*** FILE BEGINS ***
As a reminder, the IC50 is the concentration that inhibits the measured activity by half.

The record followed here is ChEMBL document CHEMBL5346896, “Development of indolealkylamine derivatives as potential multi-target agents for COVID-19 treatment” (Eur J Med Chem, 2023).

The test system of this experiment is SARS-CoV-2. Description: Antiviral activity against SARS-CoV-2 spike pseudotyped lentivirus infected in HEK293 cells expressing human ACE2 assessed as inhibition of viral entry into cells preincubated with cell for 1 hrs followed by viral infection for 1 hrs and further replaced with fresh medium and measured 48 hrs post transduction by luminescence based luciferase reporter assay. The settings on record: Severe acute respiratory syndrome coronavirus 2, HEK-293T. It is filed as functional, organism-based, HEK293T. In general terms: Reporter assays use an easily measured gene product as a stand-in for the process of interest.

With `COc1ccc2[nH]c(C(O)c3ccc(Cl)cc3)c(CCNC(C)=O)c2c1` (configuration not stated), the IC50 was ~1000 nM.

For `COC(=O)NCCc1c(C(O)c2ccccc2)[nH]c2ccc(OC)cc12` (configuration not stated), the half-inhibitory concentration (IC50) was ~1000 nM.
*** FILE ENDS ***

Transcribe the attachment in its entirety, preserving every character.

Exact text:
As a reminder, the IC50 is the concentration that inhibits the measured activity by half.

The record followed here is ChEMBL document CHEMBL5346896, “Development of indolealkylamine derivatives as potential multi-target agents for COVID-19 treatment” (Eur J Med Chem, 2023).

The test system of this experiment is SARS-CoV-2. Description: Antiviral activity against SARS-CoV-2 spike pseudotyped lentivirus infected in HEK293 cells expressing human ACE2 assessed as inhibition of viral entry into cells preincubated with cell for 1 hrs followed by viral infection for 1 hrs and further replaced with fresh medium and measured 48 hrs post transduction by luminescence based luciferase reporter assay. The settings on record: Severe acute respiratory syndrome coronavirus 2, HEK-293T. It is filed as functional, organism-based, HEK293T. In general terms: Reporter assays use an easily measured gene product as a stand-in for the process of interest.

With `COc1ccc2[nH]c(C(O)c3ccc(Cl)cc3)c(CCNC(C)=O)c2c1` (configuration not stated), the IC50 was ~1000 nM.

For `COC(=O)NCCc1c(C(O)c2ccccc2)[nH]c2ccc(OC)cc12` (configuration not stated), the half-inhibitory concentration (IC50) was ~1000 nM.